Looking back on my childhood, I recall a mixture of proud and embarrassing moments. Face it, being a kid is not easy, no matter in which era you grew up. I am blessed to have been a child of the 70’s & 80’s. It was a fun time to be a kid. However, my personal experiences on any given day varied from euphoria to soul-crushing anxiety.
The day Scotty Leeper actually spoke to me (gasp!) was a euphoric moment. It was something generic, like saying “Thanks!” when I retrieved a ball for him on the playground in 5th or 6th grade. But you need to understand, it was Scotty Leeper! Scotty could easily have been on the cover of Teen Beat or Tiger Beat magazine. He occupied the thoughts and daydreams of the girls at DeQueen Elementary and distracted us anytime we were close enough to breathe the same air as him. I was completely infatuated with Scotty, which is why to this day, I remember that feeling of unparalleled joy when his eyes met mine, his beautiful mouth opened and he said “Thanks!” before taking the ball and rejoining the other kids. It was pure luck, that ball rolling across the field to where I stood. I was not playing with them. I was on the fringes of the playground, watching them play their ball game and wondering why anyone would run unless something terrifying was chasing them and trying to kill them. I am not going to candy coat this. Walking over to the monkey bars and climbing up to survey the playground was as much physical activity as I desired. Surveying the playground. Who am I kidding? I was up there so I could watch Scotty Leeper’s perfect blonde hair catch the sunlight and shine like an angel’s halo as he chased that ball.
I have written about my life as a youngster before, but for those who do not know, I will bring you up to speed. I grew up in a small town and attended a small school. As small as it was, there were still all the typical archetypes you find in any school. Your girl here was the fat kid in our school. In the first grade, I think I was average weight for my age and height (if not just starting to lean towards the pudgy side) but then something happened and by third grade, I was officially the fat kid. That “something” was (in part) Hostess snack cakes, Ding Dongs in particular. I could eat an entire box before most people could get one of those bad boys unwrapped. But I digress.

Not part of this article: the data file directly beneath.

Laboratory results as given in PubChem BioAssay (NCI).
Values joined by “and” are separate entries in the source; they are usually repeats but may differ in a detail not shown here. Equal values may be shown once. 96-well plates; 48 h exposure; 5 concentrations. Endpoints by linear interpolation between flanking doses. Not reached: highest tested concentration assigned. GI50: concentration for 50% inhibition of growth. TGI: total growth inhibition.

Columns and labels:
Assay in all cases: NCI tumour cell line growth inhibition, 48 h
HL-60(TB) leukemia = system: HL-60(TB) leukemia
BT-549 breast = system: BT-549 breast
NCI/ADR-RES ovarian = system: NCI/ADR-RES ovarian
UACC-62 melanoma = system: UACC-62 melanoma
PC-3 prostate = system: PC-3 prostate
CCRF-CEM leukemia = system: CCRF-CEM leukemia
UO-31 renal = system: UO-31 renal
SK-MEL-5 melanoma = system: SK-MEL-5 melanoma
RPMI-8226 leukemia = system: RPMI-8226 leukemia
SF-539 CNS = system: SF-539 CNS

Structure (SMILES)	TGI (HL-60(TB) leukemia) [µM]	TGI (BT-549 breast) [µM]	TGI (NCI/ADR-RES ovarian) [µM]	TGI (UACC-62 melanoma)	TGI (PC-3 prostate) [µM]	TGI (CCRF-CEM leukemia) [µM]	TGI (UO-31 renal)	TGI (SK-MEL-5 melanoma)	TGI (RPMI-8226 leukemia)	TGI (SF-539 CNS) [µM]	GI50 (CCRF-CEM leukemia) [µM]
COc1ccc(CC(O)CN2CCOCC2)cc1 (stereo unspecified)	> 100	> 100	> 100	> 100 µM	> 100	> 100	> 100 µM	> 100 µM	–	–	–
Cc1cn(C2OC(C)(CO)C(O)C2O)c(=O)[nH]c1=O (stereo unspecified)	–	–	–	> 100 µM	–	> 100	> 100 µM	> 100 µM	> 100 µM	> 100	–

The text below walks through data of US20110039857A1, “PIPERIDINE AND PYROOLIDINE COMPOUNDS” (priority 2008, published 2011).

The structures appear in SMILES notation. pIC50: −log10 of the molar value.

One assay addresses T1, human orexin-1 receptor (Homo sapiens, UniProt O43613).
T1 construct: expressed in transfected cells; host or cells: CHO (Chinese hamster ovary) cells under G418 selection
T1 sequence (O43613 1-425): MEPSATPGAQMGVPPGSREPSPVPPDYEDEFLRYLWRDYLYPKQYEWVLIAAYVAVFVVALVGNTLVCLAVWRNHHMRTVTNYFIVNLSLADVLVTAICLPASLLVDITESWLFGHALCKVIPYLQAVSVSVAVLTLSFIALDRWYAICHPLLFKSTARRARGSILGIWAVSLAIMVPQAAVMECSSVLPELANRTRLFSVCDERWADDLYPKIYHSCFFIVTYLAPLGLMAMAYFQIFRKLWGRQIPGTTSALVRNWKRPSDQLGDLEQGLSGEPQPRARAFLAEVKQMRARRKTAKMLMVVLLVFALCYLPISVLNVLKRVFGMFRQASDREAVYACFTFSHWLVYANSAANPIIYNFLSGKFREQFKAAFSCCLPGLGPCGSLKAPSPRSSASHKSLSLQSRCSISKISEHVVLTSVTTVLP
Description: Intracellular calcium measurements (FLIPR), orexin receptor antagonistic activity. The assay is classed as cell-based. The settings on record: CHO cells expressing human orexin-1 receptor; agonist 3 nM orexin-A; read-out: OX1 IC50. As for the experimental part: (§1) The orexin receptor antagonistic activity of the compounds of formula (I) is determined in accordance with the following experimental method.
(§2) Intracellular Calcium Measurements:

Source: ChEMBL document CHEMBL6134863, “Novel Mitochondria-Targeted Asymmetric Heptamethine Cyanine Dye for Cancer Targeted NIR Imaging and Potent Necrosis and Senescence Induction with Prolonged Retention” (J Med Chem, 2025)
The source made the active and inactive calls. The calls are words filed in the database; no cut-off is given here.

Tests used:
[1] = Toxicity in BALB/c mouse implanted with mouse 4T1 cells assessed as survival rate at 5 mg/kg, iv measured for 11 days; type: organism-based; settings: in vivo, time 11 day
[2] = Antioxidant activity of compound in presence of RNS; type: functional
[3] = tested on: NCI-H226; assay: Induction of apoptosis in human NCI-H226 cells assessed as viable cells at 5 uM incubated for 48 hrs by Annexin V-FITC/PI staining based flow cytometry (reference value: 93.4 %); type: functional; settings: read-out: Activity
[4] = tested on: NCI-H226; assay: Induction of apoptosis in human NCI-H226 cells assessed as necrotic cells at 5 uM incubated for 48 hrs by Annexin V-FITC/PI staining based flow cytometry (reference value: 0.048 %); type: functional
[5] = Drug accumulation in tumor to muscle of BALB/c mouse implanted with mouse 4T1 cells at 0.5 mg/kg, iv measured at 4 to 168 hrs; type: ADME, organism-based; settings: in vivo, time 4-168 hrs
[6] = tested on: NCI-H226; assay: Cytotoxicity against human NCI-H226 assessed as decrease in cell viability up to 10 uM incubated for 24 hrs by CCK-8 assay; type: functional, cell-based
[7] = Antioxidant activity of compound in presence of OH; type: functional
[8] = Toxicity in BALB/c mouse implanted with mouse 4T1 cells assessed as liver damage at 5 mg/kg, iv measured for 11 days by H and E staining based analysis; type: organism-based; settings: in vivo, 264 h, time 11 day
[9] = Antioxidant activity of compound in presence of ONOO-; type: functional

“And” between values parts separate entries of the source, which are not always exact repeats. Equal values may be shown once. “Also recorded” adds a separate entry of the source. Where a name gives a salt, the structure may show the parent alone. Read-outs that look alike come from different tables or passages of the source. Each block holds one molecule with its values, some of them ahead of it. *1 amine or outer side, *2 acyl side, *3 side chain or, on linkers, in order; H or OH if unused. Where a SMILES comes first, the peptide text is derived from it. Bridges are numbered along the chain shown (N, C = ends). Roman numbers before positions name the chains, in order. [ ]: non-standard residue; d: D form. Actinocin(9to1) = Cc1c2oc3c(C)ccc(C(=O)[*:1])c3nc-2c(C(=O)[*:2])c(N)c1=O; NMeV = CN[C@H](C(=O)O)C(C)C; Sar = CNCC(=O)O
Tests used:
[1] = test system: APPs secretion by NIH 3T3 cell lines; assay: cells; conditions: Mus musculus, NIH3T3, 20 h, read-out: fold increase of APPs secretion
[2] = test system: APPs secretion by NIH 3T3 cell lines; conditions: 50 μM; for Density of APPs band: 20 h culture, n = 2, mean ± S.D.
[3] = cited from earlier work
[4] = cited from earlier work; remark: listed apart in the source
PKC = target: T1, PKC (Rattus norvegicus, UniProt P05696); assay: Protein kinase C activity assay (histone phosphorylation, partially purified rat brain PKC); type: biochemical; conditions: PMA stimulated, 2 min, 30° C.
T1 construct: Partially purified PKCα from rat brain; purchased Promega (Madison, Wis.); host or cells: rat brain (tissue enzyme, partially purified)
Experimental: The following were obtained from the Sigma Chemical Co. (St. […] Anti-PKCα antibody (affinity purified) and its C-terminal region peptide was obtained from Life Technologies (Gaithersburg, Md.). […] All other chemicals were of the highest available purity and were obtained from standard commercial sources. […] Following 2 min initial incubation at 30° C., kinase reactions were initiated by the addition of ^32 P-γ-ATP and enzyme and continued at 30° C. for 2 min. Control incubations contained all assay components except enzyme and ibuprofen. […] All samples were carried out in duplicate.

I wore the fat kid crown until I was a junior in high school. My lengthy reign came with some unpleasant moments. I was shy and self-conscious so I tried with all my might to blend into the background and avoid drawing attention to myself. This is why I hated P.E. class with a passion. In P.E. class, I really stuck out like a sore thumb. Not only was a little butterball, I was not even remotely athletically inclined. I was cumbersome, uncoordinated and so disinterested in sports of any kind that I did not know even the most basic rules. If my life were a theater, P.E. class was the spotlight that illuminated some of the most embarrassing and stressful scenes from my childhood.
First, I did not like anything we did in P.E., including “dressing out”, because it meant I had to squeeze my chubby backside into shorts that were extremely unflattering and uncomfortable. Then there was the whole agonizing process of picking teams. Back in the day, this is how we did it: everyone sat in the bleachers and the coach picked two kids to come forward. Those two kids would then take turns choosing other kids to populate their teams, one person at a time. As we all sat in the bleachers, the pool of potential players began to thin out, starting with the friends of the team leaders, then the best athletes and/or most popular kids. Yours truly was almost always the last person left sitting in the bleachers. I say almost always because there were times when there was a kid sitting there with me in a cast or on crutches. I got picked before them only because they were not participating. The look on the face of the team leader who had the misfortune of being stuck with me was always one of disappointment bordering on anger. You could almost hear their thoughts: “Well, we just lost this game,” accompanied by groaning from their team members and verbal jabs from the opposing team. “Sucks to be you!” Well, that could not be argued by anyone. Indeed it did, but it also sucked to be me. With my head down, I descended from the bleachers and began the walk of shame to join my teammates. They refused to make eye contact with me, lest my bad juju supernaturally enter their bodies through their eye sockets.